AMD introduced a feature called Frame Rate Target Control (FRTC) into its drivers with the launch of the Fury X. FRTC allows you to select a limit for the number of frames your graphics card will render in a single second. With the release of the Crimson driver series AMD has updated this feature. Initially FRTC could only limit 3D frame rates is DirectX 10 and 11 games. Now it can limit frame rates in DirectX 9 games. The original version of FRTC could also only limit frame rates to between 55 and 95 frames per second. The current version allows you to choose a limit anywhere between 30 and 200 frames per second.
We did some initial testing with FRTC and AMD’s Fury X back in June. At the time we found that we could save about 23 percent of the power they would have used in DirectX 11 games by capping our games at 60 FPS to match with our monitor’s refresh rate. Logic here being that rendering frames that could never be displayed by our monitor was entirely pointless and a waste of power. We believe that this argument still holds true. But we are back here today with a 144 Hz monitor, DirectX 9 games, and AMD’s improved FRTC to test.
FRTC Use Cases
According to Steam’s hardware survey the most popular monitor resolution is 1920 by 1080 at 35 percent of users. 2560 by 1440 monitors although increasingly popular have still yet to eclipse the popularity of 1920 by 1200 monitors at 1.5 percent of the Steam install base. Thus there are two use cases we’ll be exploring in this article that of gamers with normal, 60 Hz, refresh rates and those with high refresh rate panels, in this case 144 Hz.
We are using the same X99 based test system we detailed in our initial Fury X review. We’ll be verifying that AMD’s FRTC is working using the FPS counter built into the Steam Alt + Tab overlay. Our monitor is BenQ’s XL2420Z which is a 24″, 1080P, 144Hz, TN panel with Lightboost enabled. Power consumption will be measured at the wall with a Kill A Watt EZ.
For the sake of transparency, we want you to know that AMD provided the R9 Fury X we’ll be testing today. Intel, Gigabyte, and Corsair provided our CPU, Motherboard, and RAM in that order. All the other parts we’re using were purchased at retail without the knowledge or consent of those companies. As always you can find our raw testing data on OneDrive. We took no outside input during the creation of this article.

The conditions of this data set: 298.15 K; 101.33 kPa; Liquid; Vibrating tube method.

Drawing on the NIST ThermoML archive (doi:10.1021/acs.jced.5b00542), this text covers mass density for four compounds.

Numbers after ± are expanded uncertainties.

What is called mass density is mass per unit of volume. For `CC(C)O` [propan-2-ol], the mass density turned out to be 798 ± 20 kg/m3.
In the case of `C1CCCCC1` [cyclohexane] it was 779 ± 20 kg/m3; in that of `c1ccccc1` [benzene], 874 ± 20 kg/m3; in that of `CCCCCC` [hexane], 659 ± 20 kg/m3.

The Trouble With FRTC
In our testing we discovered a number of interesting things about how FRTC behaves. First off FRTC has an annoying habit of resetting itself to 55 FPS which is its default. This behavior occurs repeatedly when we selected a target, disabled FRTC, and then re-enable it with the same target. Radeon settings would display the previous target as the current target until you closed the app. Upon reopening the app it would show the 55 FPS default. As a follow-up critique why did AMD chose 55 FPS as the default for FRTC, why not 60 FPS? Which should be the most common configuration for this feature.
We first ran TF2, a DirectX 9 game, with FRTC disabled and saw frame rates in excess of 200 FPS. Then we enabled FRTC with a limit of 144 FPS and saw frame rates between 140 and 142 FPS. Then we bumped the limit to 150 FPS and saw frame rates between 144 and 147 FPS. So we bumped the limit again to 200 FPS and saw about 190 FPS. It was hard to tell exactly what was going on here. So we gathered more data.
The long and the short of our testing here is that there appears to be a ~3 FPS gap between what the FPS limit we’re setting using FRTC and the highest FPS that TF2 is reporting. With the data we have so far we can’t tell if this is an issue with TF2 reporting its own frame rate or with FRTC not setting the correct limit. So we broke out FRAPS in an attempt to verify what’s going on. FRAPS reported the exact same frame rates as TF2’s ingame counter.
Using this [(display refresh rate) + 3 = FRTC FPS Limit] formula we set our limit to 147 FPS and saw our frame rate consistently top out at 144 FPS using both the ingame counter and FRAPS. Of course we also saw drops down into the 120’s and 130’s and that’s not what we would consider a good experience. What we’re trying to achieve here is a rock solid 144 FPS.